Ukraine is asking support from international volunteers to launch cyberattacks against Russia according to a tweet from the country's digital transformation minister. Mykhailo Fedorov announced on Twitter that he wanted to assemble an "IT army" on Telegram and that there will be tasks for everyone.
We are creating an IT army. We need digital talents. All operational tasks will be given here: https://t.co/Ie4ESfxoSn. There will be tasks for everyone. We continue to fight on the cyber front. The first task is on the channel for cyber specialists.— Mykhailo Fedorov (@FedorovMykhailo) February 26, 2022
The Telegram channel has quickly grown to more than 180,000 users as of writing this article. In a translated post in English, the channel said, "We encourage you to use any vectors of cyber and DDoS attacks on these resources.”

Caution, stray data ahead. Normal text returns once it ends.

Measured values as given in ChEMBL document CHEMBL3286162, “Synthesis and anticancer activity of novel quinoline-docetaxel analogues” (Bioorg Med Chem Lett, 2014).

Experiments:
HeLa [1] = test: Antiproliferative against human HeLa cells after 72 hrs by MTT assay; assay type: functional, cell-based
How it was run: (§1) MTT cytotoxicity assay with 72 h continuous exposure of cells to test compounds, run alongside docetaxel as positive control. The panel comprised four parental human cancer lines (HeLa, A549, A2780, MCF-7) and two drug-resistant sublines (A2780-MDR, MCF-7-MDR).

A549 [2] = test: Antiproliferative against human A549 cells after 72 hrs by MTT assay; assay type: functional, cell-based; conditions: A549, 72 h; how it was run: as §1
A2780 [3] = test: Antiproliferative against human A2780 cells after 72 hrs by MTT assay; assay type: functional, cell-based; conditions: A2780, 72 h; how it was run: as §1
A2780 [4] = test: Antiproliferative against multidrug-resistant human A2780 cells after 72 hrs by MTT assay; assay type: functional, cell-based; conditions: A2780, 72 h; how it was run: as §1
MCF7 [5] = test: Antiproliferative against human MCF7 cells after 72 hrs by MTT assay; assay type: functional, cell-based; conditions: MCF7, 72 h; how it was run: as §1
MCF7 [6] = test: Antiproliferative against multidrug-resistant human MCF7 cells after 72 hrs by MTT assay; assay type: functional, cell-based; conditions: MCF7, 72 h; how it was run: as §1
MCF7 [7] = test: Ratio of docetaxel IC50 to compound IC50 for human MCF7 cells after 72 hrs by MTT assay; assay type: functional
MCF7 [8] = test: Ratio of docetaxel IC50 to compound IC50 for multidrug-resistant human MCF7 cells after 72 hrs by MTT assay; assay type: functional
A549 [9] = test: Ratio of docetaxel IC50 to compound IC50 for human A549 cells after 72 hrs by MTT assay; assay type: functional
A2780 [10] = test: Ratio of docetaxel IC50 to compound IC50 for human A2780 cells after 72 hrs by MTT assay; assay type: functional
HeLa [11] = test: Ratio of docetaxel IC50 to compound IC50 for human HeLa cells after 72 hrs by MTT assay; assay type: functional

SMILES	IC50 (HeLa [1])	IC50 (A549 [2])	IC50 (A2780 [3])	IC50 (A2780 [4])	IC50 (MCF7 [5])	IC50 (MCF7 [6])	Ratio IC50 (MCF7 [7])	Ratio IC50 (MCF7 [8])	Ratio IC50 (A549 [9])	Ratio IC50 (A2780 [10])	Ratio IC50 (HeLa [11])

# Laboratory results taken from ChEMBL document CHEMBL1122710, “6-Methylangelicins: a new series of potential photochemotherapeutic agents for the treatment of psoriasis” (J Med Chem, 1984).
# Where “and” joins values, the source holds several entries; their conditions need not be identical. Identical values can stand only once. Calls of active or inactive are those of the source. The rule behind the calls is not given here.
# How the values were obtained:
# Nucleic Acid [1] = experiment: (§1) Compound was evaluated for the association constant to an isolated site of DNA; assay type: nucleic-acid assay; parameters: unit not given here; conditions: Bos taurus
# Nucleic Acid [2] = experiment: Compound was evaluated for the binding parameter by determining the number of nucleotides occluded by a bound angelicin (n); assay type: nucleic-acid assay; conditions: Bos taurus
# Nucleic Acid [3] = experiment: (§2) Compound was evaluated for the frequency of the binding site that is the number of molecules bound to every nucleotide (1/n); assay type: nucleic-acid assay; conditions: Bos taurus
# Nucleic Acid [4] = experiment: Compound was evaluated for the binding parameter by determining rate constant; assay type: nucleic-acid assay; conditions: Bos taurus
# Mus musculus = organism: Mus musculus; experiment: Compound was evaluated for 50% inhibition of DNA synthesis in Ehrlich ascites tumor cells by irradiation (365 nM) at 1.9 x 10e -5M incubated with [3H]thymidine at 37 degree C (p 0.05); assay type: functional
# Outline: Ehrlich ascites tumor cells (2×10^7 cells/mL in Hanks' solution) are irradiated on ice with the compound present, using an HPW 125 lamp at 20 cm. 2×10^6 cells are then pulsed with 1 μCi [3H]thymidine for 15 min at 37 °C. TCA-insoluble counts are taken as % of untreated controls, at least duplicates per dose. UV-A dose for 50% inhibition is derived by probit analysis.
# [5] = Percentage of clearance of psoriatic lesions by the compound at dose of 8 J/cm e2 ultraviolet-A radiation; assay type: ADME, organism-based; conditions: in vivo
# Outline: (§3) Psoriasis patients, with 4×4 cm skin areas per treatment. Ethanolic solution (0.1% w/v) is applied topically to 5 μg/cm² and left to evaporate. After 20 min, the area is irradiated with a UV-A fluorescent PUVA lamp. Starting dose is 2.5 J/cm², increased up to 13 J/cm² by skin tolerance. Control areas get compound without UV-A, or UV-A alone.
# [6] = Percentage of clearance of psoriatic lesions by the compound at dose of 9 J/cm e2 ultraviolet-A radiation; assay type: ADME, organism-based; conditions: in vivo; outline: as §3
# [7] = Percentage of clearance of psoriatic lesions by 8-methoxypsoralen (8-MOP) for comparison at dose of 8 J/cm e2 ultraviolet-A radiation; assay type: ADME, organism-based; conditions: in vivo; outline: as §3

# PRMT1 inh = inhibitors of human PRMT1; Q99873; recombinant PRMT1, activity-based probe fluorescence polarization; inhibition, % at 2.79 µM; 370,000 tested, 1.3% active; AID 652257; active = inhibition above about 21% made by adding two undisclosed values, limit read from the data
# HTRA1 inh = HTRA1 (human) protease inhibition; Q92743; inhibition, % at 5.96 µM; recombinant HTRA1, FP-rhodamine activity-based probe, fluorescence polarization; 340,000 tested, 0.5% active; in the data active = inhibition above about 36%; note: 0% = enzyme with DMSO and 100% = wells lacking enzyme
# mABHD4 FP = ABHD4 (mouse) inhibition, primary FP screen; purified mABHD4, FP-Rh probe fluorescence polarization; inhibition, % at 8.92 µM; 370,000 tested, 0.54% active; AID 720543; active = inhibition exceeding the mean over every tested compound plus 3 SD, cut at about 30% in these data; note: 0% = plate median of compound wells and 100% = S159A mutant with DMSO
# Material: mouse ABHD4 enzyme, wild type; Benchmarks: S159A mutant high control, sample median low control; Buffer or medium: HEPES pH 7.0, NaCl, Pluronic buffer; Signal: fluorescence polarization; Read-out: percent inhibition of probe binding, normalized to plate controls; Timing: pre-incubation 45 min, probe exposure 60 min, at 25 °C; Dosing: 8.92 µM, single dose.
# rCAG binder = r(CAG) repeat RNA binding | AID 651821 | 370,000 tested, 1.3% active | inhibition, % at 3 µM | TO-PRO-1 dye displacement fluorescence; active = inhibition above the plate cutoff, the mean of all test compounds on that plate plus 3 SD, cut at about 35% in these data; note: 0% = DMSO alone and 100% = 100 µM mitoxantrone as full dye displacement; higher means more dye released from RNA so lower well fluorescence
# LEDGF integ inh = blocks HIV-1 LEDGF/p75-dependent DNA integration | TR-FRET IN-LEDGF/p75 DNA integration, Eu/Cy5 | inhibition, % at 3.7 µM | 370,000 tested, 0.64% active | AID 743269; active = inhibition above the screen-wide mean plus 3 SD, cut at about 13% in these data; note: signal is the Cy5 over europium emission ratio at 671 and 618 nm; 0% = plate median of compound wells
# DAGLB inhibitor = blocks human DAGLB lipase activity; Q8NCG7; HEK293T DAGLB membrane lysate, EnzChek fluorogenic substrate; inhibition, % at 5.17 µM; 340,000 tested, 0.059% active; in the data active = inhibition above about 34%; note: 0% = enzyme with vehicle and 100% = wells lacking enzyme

According to a post in the channel, cyberattacks have hit Russian governmental service portals, Kremlin, Parliament, First Channel, Aerospace, Railroad websites with over 50+ DDoS attacks contained over one terabyte capacity.
The channel members were also directed to report YouTube channels that posted pro-Russia videos so that YouTube will remove them. The channel also targeted websites from Belarus after reports indicated that the country had helped Russian troops to use its territory in order to invade Ukraine.
However, as pointed out by Signal founder Moxie Marlinspike, Telegram is a really bad choice for such an operation.
It's amazing to me that after all this time, almost all media coverage of Telegram still refers to it as an "encrypted messenger."— Moxie Marlinspike (@moxie) December 23, 2021
Telegram has a lot of compelling features, but in terms of privacy and data collection, there is no worse choice. Here's how it actually works:
The news also comes after Anonymous announced it has declared a cyber-war against Russia. The group later claimed that it has hacked Russian state TV channels to broadcast the truth about what is happening in Ukraine.